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Jaeger-LeCoultre refreshes the Duometre with a slew of new complications

The Jaeger-LeCoultre Duometre Chronograph Moon in platinum case.

Along with a tri-axial tourbillon, it also presents the first steel Duometre (and does away with the accent over the ‘e’).

The cost of adding complications, especially ones that require a lot of power, is a temporary drop in accuracy as the amplitude of the movement changes. Most watchmakers work directly to compensate or correct for this. Jaeger-LeCoultre uses a different strategy for its biggest complications – the Duometre, a system with two separate gear trains and power sources, one for the timekeeping function and the other for the complication, connected via the regulator. It’s brilliant but also adds complexity to the movement. For this year, three new Duometre references highlight the diversity and capability of the line, starting with the Duometre Heliotourbillon Perpetual.

The Jaeger-LeCoultre Duometre Heliotourbillon Perpetual.
The The Jaeger-LeCoultre Duometre Heliotourbillon.

The high complication features a brand new tourbillon construction that turns on three axes, with a 40-degree axis tilt that leads the tourbillon to spin like a top rather than fully on all angles. The Heliotourbillon has three titanium cages and completes a full turn in 60 seconds. It’s further fitted with a cylindrical hairspring to enhance its accuracy in compensating for gravitational effects on the breathing of the hairspring. The Calibre 388 that houses the Heliotourbillon also displays a perpetual calendar that can be adjusted forwards and backwards, a feature that’s possible because the two gear trains can be separately controlled. The calendar also incorporates a grande date display at three o’clock.

The Jaeger-LeCoultre Duometre Chronograph Moon combines the mono pusher chronograph with a precise moon phase.
The Jaeger-LeCoultre Duometre Chronograph Moon combines the monopusher chronograph with a precise moonphase.

A second Duometre is the Chronograph Moon, presenting a monopusher chronograph with a moonphase and day/night complication as well as a foudroyante chronograph seconds indicator, accurate to 1/6th of a second. The two chronograph counters are joined with the day/night and moonphase display at nine and three o’clock respectively, while the small seconds counter stands at the centre of the partially exposed display, revealing the inner workings of the Calibre 391. Two options for the Duometre Chronograph Moon in platinum with a copper-coloured dial or rose gold with a silver dial are available.

The Jaeger-LeCoultre Duometre Quantieme Lunaire is the first steel Duometre watch ever made.
The Jaeger-LeCoultre Duometre Quantieme Lunaire has a vivid blue sunburst dial.

The final model is the first Duometre housed in steel, the Quantieme Lunaire with moonphase. On a vivid blue sunburst dial, three counters indicate the time, moonphase and date at three and nine o’clock, respectively. At the six o’clock position is where the foudroyante seconds runs unceasingly, leaping through the counter each second in six jumps, respective to the movement’s pace. This is performance timekeeping at its best.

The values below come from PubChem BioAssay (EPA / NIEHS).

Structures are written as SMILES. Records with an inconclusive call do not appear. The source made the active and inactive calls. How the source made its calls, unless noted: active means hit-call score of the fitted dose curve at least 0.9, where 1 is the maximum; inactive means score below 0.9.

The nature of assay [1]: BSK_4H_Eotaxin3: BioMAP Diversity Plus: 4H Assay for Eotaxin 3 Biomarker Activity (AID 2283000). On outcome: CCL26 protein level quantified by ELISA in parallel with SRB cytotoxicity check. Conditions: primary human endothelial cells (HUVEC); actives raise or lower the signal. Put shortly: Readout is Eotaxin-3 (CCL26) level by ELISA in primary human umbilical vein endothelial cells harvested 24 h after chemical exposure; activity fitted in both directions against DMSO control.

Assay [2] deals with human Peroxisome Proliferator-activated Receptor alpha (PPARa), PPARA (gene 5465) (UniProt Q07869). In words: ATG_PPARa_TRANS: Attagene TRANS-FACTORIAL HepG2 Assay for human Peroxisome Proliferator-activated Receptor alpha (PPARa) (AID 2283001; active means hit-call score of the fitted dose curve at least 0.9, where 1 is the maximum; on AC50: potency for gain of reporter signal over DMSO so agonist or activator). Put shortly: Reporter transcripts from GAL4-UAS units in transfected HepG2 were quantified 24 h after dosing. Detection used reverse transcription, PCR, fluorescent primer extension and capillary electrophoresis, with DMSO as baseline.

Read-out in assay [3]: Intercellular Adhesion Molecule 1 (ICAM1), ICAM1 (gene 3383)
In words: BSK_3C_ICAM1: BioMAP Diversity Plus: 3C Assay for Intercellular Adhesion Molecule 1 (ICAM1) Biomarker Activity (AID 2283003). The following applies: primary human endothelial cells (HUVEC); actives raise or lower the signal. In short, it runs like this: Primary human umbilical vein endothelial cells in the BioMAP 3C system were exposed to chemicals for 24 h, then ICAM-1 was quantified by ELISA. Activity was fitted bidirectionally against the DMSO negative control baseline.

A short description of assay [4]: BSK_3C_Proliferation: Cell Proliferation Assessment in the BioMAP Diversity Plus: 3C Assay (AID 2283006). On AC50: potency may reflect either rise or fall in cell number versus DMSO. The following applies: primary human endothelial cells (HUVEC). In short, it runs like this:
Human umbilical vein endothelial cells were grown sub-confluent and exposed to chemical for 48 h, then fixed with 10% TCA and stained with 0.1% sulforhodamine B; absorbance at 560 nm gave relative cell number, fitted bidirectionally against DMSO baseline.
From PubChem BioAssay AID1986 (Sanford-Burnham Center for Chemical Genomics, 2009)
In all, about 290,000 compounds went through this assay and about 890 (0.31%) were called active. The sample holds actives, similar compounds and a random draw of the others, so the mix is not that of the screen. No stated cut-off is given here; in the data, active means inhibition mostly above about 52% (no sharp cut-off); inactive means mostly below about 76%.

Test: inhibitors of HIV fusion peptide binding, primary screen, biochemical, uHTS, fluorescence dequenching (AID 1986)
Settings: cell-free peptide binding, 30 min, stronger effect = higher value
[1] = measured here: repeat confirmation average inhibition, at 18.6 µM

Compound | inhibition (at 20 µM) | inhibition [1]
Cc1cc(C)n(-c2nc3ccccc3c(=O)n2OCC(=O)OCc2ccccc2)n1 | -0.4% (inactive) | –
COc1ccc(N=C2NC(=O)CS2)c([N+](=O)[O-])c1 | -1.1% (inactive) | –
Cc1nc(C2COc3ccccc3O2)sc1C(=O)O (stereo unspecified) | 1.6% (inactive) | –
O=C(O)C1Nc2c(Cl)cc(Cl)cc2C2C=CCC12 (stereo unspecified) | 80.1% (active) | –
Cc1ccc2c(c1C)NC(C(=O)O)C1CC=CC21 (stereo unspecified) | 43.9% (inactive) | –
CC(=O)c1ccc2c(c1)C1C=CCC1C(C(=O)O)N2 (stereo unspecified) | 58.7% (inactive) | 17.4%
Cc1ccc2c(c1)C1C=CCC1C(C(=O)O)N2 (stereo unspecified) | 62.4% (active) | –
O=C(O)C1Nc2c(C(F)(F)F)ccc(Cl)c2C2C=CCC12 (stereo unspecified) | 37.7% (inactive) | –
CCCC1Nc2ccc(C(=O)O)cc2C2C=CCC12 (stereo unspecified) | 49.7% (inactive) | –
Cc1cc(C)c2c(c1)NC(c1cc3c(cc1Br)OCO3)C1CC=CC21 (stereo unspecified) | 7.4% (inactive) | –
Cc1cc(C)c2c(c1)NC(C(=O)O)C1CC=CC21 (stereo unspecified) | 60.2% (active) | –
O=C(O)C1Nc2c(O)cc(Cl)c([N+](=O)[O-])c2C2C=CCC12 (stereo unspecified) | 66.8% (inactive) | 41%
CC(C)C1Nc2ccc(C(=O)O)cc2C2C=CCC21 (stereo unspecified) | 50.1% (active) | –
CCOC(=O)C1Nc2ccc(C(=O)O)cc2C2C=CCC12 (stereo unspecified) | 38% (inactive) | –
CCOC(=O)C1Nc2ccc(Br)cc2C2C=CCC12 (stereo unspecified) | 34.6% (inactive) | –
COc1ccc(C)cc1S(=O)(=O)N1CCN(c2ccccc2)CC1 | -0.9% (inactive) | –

The Jaeger-LeCoultre Master Ultra Thin Perpetual Calendar.
The Jaeger-LeCoultre Master Ultra Thin Perpetual Calendar.

The Master Ultra Thin Perpetual Calendar

For collectors less technically focused and more attuned to the classic stylings of Jaeger-LeCoultre’s Master collection, the watchmaker has released a new Master Ultra Thin Perpetual Calendar. The capabilities of the watch remain unchanged – powered by the Calibre 868, which, over the past decade, has been fine-tuned to exceptional standards. It retains the 39mm case size and 9.2mm thickness. The movement has been equipped with a new escapement and pallets that are shaped to minimise friction. The result is a slightly improved power reserve of 70 hours.

Careful refinements to the case and dial gives the Master Ultra Thin Perpetual Calendar a refreshed identity.
Careful refinements to the case and dial give the Master Ultra Thin Perpetual Calendar a refreshed identity.

What’s changed is the size of the bezel, which gives more space and relative proportion to the dial. The lugs are slimmed down and slightly elongated, curving down to fit the wrist well. On the dial, the hour indexes have been lengthened and the hands and dial both offer multiple finishes: polished and brushed on the hands, and brushed as well as circular graining on the dial. The pink gold versions come with a midnight blue or eggshell-coloured dial, the latter with a gem-set bezel option. The steel model, on the other hand, only comes with a silver sunray brushed dial.

The aesthetic upgrades and technical innovations in this year’s releases show that Jaeger-LeCoultre, even after all 190 years of watchmaking, still has new tricks up its sleeves. That’s excellent news for its numerous fans.

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Editor

Darren has been writing about, and admiring the craft of watchmaking for over a dozen years. He considers himself lucky to live in a golden age of horology, and firmly believes that the most difficult watches to design are the simplest and the most intriguing to discover.


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